In recent years, considerable experience has been accrued through the clinical applications of radiolabeled monoclonal antibodies in the diagnosis and therapy of malignant diseases. While radioimmunoscintigraphy has established its role in nuclear medicine practice, radioimmunotherapy has thus far gained limited acceptance mainly due to the low amount of radioactivity that can be targeted to the tumor and to the myelotoxicity which is typically the dose limiting factor. Remarkable high therapeutic response rates have been obtained for tumors that are refractory to other therapies through the use oflocoregional administration that allows the delivery of higher radiation doses to produce cytotoxic effects. New strategies based on pretargeting techniques have shown that, unlike directly labeled antibodies, higher doses of radioactivity can be administered systemically without associated bone marrow toxicity. Pilot studies in patients with high grade gliomas, in progression after conventional treatments, have shown that this approach interferes with the progression of tumors and produces tumor regression.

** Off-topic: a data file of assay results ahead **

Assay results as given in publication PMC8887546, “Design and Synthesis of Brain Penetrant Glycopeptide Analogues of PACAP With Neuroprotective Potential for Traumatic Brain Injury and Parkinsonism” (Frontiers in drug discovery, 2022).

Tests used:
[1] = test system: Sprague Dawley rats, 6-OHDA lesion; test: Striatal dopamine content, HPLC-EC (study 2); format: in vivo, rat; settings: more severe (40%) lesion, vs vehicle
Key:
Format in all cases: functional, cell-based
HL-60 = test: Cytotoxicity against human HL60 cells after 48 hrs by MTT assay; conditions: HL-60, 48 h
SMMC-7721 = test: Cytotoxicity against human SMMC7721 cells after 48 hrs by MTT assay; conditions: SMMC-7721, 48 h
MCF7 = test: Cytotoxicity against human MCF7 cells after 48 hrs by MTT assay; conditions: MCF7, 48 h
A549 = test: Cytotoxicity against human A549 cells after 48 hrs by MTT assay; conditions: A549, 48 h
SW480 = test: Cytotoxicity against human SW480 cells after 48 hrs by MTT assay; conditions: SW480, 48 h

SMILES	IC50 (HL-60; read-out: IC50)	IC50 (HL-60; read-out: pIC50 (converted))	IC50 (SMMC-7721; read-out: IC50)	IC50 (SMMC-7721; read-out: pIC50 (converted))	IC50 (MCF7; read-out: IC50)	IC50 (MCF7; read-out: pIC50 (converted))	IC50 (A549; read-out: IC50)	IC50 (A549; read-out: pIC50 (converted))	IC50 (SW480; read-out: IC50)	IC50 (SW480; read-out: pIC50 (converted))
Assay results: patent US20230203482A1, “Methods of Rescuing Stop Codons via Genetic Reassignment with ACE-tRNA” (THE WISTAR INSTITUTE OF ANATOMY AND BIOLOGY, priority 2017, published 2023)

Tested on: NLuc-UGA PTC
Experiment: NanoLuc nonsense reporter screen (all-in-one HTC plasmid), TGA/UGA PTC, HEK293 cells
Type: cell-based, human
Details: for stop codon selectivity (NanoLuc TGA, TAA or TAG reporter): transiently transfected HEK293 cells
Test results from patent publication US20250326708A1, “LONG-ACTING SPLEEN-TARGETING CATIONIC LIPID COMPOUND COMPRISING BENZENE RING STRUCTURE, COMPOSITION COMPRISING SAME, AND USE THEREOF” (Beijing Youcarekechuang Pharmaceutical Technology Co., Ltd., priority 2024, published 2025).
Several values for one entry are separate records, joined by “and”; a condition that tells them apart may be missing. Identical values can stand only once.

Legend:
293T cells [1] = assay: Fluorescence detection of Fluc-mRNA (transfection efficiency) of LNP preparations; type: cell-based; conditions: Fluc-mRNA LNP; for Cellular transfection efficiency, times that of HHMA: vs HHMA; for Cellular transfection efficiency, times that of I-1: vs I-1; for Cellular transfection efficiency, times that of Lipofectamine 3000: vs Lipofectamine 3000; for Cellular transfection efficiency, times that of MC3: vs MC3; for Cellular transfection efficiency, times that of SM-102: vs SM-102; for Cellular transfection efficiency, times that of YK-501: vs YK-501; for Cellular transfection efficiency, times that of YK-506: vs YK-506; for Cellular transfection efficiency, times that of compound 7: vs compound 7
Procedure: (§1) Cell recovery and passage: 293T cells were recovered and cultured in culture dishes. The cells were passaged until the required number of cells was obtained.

|Number of pages||16|
|Publication status||Published - 1998|
- Monoclonal antibodies
- Tumor pretargeting
ASJC Scopus subject areas
- Applied Microbiology and Biotechnology